Just reading my local news, The State Journal-Register and saw that Geno Auriemma will be back as coach of the U.S. women's basketball team at the 2016 Rio de Janeiro Olympics. Auriemma will be the first repeat coach for the U.S. women's Olympic basketball team.
I'm glad Auriemma decided to coach this year. He has done and continues to raise the bar for women's basketball and women's basketball coaching. He and Pat Summit, the Tennesse women's basketball coach has certainly help put college women's basketball on the map.
Until about 2003, I don't believe I ever watched women's college basketball game. I've watched Cheryl Miller highlights when she was at USC but that's about it. It wasn't until I started hearing about Pat Summit who Lady Volunteers dominated women's college basketball that I started to pay a little more attention and occasionally watch a few minutes of the game.
But the 2001 UCONN Huskies with Diana Taurasi definitely peaked my interest in women's basketball. To me, they were the women's version of the Fab Five of the University of Michigan. They had everything. Speed. Size. Skill. And swagger. They were interesting to watch and made women's college basketball a lot more interesting to watch. They were great on the fast break, deadly from the outside and could score in the inside.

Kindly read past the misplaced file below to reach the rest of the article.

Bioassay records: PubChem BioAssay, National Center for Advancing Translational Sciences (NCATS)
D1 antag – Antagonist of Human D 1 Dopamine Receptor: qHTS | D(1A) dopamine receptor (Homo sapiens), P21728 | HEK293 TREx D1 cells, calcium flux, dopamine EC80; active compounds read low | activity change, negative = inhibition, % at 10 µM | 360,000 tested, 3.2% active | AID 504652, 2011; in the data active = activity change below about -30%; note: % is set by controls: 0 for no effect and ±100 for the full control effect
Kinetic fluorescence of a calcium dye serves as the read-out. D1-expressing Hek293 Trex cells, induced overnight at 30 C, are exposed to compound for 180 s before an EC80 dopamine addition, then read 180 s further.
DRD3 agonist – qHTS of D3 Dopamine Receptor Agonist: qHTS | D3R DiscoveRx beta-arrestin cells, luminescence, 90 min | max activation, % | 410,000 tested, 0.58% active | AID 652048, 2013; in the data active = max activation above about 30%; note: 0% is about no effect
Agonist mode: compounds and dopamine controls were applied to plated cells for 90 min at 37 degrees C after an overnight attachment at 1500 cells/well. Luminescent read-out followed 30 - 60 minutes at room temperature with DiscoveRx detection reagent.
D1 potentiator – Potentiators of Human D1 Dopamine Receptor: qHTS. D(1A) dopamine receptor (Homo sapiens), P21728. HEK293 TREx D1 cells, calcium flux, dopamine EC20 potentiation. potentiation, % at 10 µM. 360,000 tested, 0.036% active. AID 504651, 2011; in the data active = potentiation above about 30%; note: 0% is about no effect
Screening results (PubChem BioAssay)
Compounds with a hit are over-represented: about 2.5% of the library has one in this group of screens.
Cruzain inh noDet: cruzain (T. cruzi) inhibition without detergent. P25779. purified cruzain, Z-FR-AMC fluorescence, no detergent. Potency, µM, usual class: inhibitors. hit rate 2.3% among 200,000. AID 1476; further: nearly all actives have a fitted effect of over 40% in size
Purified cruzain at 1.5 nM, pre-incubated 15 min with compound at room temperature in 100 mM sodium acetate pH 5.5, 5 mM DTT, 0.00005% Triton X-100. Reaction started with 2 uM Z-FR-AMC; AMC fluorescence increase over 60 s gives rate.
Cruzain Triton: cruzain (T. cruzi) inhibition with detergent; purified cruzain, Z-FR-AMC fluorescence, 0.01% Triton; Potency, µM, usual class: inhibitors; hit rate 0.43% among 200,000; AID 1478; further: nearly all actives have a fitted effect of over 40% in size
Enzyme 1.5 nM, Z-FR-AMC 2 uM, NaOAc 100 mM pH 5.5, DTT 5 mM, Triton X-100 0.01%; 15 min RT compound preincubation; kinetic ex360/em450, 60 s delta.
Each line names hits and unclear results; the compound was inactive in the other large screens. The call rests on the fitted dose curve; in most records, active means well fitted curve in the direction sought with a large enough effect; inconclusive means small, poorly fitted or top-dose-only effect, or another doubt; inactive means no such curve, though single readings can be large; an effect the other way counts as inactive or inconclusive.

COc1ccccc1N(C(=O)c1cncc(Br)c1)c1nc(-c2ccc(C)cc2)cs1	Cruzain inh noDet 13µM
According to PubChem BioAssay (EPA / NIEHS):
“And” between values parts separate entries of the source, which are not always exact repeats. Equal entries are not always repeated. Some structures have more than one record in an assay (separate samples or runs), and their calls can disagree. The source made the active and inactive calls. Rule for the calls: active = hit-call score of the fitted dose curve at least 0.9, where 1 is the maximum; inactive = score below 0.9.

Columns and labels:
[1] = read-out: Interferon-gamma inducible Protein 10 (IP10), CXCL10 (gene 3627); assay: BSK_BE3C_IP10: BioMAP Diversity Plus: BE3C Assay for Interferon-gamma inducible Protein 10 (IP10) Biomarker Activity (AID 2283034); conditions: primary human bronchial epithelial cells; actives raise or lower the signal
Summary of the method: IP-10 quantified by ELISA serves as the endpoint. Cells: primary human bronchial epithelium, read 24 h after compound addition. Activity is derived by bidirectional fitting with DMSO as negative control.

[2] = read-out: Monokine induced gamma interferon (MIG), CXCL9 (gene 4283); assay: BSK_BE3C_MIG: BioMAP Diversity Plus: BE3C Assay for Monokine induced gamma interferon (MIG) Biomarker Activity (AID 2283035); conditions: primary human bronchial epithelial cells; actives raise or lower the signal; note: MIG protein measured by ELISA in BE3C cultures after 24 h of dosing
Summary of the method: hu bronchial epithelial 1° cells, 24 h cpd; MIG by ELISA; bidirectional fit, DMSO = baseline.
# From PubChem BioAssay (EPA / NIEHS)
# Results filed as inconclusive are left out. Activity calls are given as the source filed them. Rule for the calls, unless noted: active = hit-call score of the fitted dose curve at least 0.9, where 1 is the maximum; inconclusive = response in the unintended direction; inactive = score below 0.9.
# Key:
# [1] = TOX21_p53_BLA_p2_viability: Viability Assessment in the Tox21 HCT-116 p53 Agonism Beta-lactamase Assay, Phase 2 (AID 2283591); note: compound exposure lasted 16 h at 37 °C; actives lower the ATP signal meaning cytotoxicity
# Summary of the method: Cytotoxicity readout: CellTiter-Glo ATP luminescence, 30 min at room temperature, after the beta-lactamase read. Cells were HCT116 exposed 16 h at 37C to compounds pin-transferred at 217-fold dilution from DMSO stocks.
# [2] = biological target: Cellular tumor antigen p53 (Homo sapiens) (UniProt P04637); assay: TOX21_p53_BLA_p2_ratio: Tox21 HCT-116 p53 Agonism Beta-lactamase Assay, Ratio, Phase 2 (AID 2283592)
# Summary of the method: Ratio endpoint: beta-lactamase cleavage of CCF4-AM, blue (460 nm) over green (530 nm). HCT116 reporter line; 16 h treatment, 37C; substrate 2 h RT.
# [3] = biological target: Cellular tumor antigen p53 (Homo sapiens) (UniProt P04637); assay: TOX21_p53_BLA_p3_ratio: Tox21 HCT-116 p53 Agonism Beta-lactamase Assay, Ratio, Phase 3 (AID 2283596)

I've been hooked on women's college basketball ever since.
They became the new kids on the block on the college basketball scene and gave Summit's Tennesee Lady Volunteers a run for their money.
However, before UCONN's recent phenomenal success, the women's basketball team only posted one winning season in history. The university didn't invest much resources into its facilities or the teams. The university finally decided to get serious and hired Geno Auriemma in August of 1985. Since then, the UCONN women's basketball team has posted an above .500 winning percentage for 24 consecutive seasons.
As with all coaches or leaders, we wonder what's the secret behind his success. Compared to most men's college basketball programs, the funding and resources are vastly unequal.
So how has Coach Auriemma been able to maintain such a high level of success since arriving at Connecticut?
- He demands more from his players than they have. Whatever that is. According to the Auriemma, you never know what their potential is until you try to get it out of them.
- He is a psychologist. He knows what to say and what to do to get inside of the players' heads and get them to do what he wants them to do. For that reason, he also considered to be the great manipulator
- He is unbelievably difficult coach. Coaching or leadership isn't for nice guys necessarily. When you try to get people to buy into your vision or philosophy, you sometimes have to shake players up. Sometimes that means a military style tongue lashing. But it's done in love.
- He is considered a genius. Coach Auriemma knows exactly what he wants to accomplish and he knows how to get the right people to achieve the teams vision or objective.
- He knows how to balance his coaching style. Sometimes he's incredibly hard and sometimes he jokes around with players. It's a delicate balance but all coaches most be able to achieve balance to be successful long term.